Based on years of informal polling of friends and family, most everyone has pet peeves about words, phrases or expressions that leave them feeling like they’ve just heard chalk squeaking across a blackboard.
(I don’t know if teachers still employ chalk and blackboards, but baby boomers will remember.)
Words that irk. Phrases that irritate.
Many have to do with the workplace. For example, my daughter once had a friend who was a chef and couldn’t stand the word “meat.”
One of my brothers-in-law who works in business hates jargon-y business words like “parameters.”
My wife, a longtime magazine editor, is driven up a wall by nouns turned into verbs, such as “impact.”
A friend who is an avid cook despised the word “dollop,” to the point where he almost refused to serve sour cream in his house — though eventually he got over it.
To the rest of us,. these may seem like perfectly good words, and so I completely understand if you do not share my disdain for the word “enthusiast” — as in “ski enthusiast,” “diving enthusiast,” or “golf enthusiast.”
I think I’ve read one — well, one thousand — too many press releases that use this loathsome word . “For the golf enthusiast in your family, blah blah blah” — I just stop reading at that point. (Perhaps oddly, I don’t mind the words “enthusiastic” or enthusiasm” at all.)
My specific reasons for hating “enthusiast”are hard to define and may be irrational, but that’s not the point. As someone who works in the travel field, they’re real to me.
The Most Irksome Travel-Related Things That People Say or Write
And so I bring you my personal list of overheard and overused travel expressions, cliches, words, headlines, and comments that I hope never to hear or read again — but of course will, because that’s how they got to be cliches.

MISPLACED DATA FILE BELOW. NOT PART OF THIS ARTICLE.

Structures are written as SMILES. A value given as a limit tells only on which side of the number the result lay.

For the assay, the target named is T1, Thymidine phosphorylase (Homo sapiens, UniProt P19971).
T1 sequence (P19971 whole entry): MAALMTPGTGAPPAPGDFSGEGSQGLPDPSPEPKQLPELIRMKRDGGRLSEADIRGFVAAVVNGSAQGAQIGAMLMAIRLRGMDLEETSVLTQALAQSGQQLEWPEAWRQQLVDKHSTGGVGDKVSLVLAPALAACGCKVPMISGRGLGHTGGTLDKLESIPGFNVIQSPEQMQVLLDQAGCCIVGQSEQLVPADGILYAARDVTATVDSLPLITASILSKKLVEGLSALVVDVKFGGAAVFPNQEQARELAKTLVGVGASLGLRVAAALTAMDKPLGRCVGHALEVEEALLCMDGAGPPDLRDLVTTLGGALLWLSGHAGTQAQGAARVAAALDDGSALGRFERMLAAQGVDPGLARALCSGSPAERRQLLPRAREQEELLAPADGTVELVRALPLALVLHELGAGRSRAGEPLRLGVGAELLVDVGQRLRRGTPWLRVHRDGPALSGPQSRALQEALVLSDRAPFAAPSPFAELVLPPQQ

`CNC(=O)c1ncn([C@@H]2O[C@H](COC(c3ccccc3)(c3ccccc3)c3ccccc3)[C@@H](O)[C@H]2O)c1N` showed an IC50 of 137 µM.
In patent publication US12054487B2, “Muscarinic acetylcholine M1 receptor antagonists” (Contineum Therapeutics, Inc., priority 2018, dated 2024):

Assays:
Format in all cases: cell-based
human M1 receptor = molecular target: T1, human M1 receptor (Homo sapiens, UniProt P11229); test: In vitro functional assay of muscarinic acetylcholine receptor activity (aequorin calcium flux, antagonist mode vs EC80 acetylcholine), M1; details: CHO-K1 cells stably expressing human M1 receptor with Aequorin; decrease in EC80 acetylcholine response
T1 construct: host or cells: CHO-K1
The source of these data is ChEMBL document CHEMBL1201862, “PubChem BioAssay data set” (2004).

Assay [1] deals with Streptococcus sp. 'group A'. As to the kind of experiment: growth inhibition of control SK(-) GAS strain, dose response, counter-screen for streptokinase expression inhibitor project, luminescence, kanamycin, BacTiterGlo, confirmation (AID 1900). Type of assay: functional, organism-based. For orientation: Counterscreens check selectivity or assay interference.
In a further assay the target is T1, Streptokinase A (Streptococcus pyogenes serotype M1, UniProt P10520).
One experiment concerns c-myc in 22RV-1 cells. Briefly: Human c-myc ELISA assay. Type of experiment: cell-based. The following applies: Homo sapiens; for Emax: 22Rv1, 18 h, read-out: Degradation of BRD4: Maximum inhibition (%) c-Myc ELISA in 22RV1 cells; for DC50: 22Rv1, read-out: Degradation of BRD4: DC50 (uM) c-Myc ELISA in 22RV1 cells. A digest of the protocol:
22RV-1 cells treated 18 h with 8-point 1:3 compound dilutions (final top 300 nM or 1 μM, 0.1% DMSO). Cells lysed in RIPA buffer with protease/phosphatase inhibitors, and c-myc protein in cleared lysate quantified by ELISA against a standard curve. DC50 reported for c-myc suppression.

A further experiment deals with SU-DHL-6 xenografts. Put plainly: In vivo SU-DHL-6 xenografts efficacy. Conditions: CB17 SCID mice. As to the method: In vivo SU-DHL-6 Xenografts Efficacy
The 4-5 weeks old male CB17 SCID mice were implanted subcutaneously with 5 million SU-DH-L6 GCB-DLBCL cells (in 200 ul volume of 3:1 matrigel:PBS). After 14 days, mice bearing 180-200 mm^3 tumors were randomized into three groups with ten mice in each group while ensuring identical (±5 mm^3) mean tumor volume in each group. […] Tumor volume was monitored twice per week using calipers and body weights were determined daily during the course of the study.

A number of these, by the way, have been popularized by travel writers — perhaps including myself, though I hope not.
“Been there, done that” — an arrogant, cynical, dismissive phrase that suggests that just because you’ve been somewhere, you’ve done or seen all there is to see or do there. No, you haven’t.
“Oh, don’t go there — you’d hate it” — when someone gives me advice like this, it makes me want to go there (wherever it is) all the more, because it raises my curiosity. What is it they found so offensive? Let me judge for myself.
“Is it safe to go there?” — if you use common sense and stay out of dark alleys and drunken brawls at night, and you’re not in the middle of a war zone, it (again, wherever it is) is probably just as safe as back home. Just remember that they drive on the left side of the road in Britain and its former colonies, and don’t go bungee jumping with an agency called “Splat Adventures,” and you’ll probably be fine.
“How much is that in real money?” — this all too frequent question overheard in shops overseas is what gives American tourists a bad name. It’s not funny — it’s just dumb.
“It’s not the destination, it’s the journey” — this trendy maxim may be true at times, such as when hiking or going for a drive, but when you’re flying for 14 hours packed into coach class over the Pacific, it’s definitely the destination.
“I’m a traveler, not a tourist” — yes, I know that being a “tourist” has bad connotations, like couples dressed in matching outfits following a guide like sheep through the streets of Florence, and I know you’re above all that. But if you’re traveling for pleasure and set foot in a museum or even stop to admire the Eiffel Tower, you’re a tourist. And, just to be clear, you’re also a traveler –the two don’t have to be mutually exclusive.
“Ten Great Places You’ve Never Heard Of” — This one is a favorite feature of online travel publications, often cynically used as “click bait” to get you to read their post. I suppose you could say it’s an intriguing headline, but it’s also insulting to anyone who has heard of those places.
“Enthusiast” — I just couldn’t leave it off the list.
Readers, I’d love to hear about any travel expressions, maxims, words, phrases, or cliches that give you that chalk-on-blackboard shiver.